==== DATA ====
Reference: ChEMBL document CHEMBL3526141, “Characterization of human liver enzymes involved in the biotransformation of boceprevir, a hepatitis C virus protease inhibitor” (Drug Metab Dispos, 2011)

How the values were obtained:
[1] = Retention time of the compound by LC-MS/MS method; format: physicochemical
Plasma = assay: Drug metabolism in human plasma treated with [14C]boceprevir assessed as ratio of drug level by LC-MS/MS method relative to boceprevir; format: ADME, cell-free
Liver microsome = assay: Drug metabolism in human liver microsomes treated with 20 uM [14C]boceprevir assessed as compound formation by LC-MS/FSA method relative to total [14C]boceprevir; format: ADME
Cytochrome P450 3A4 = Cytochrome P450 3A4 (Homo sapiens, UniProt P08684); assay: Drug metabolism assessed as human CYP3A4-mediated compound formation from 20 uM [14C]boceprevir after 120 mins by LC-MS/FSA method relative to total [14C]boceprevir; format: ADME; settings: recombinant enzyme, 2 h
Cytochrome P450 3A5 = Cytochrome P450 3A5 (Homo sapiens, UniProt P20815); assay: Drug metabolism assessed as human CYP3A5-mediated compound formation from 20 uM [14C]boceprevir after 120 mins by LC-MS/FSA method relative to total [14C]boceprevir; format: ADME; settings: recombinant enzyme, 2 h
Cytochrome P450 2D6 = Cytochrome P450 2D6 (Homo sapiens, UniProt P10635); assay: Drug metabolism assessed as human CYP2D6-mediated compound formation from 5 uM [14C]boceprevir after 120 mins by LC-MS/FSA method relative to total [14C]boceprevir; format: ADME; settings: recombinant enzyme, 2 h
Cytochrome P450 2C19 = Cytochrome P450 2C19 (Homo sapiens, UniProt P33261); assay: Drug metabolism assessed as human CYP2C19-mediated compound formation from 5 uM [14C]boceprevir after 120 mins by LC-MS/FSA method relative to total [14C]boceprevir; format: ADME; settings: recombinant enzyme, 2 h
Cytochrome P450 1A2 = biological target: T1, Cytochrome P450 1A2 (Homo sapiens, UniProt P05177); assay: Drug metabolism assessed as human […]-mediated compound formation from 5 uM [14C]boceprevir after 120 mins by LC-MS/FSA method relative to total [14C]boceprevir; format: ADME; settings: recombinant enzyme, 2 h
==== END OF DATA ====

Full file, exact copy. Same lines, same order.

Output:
Reference: ChEMBL document CHEMBL3526141, “Characterization of human liver enzymes involved in the biotransformation of boceprevir, a hepatitis C virus protease inhibitor” (Drug Metab Dispos, 2011)

How the values were obtained:
[1] = Retention time of the compound by LC-MS/MS method; format: physicochemical
Plasma = assay: Drug metabolism in human plasma treated with [14C]boceprevir assessed as ratio of drug level by LC-MS/MS method relative to boceprevir; format: ADME, cell-free
Liver microsome = assay: Drug metabolism in human liver microsomes treated with 20 uM [14C]boceprevir assessed as compound formation by LC-MS/FSA method relative to total [14C]boceprevir; format: ADME
Cytochrome P450 3A4 = Cytochrome P450 3A4 (Homo sapiens, UniProt P08684); assay: Drug metabolism assessed as human CYP3A4-mediated compound formation from 20 uM [14C]boceprevir after 120 mins by LC-MS/FSA method relative to total [14C]boceprevir; format: ADME; settings: recombinant enzyme, 2 h
Cytochrome P450 3A5 = Cytochrome P450 3A5 (Homo sapiens, UniProt P20815); assay: Drug metabolism assessed as human CYP3A5-mediated compound formation from 20 uM [14C]boceprevir after 120 mins by LC-MS/FSA method relative to total [14C]boceprevir; format: ADME; settings: recombinant enzyme, 2 h
Cytochrome P450 2D6 = Cytochrome P450 2D6 (Homo sapiens, UniProt P10635); assay: Drug metabolism assessed as human CYP2D6-mediated compound formation from 5 uM [14C]boceprevir after 120 mins by LC-MS/FSA method relative to total [14C]boceprevir; format: ADME; settings: recombinant enzyme, 2 h
Cytochrome P450 2C19 = Cytochrome P450 2C19 (Homo sapiens, UniProt P33261); assay: Drug metabolism assessed as human CYP2C19-mediated compound formation from 5 uM [14C]boceprevir after 120 mins by LC-MS/FSA method relative to total [14C]boceprevir; format: ADME; settings: recombinant enzyme, 2 h
Cytochrome P450 1A2 = biological target: T1, Cytochrome P450 1A2 (Homo sapiens, UniProt P05177); assay: Drug metabolism assessed as human […]-mediated compound formation from 5 uM [14C]boceprevir after 120 mins by LC-MS/FSA method relative to total [14C]boceprevir; format: ADME; settings: recombinant enzyme, 2 h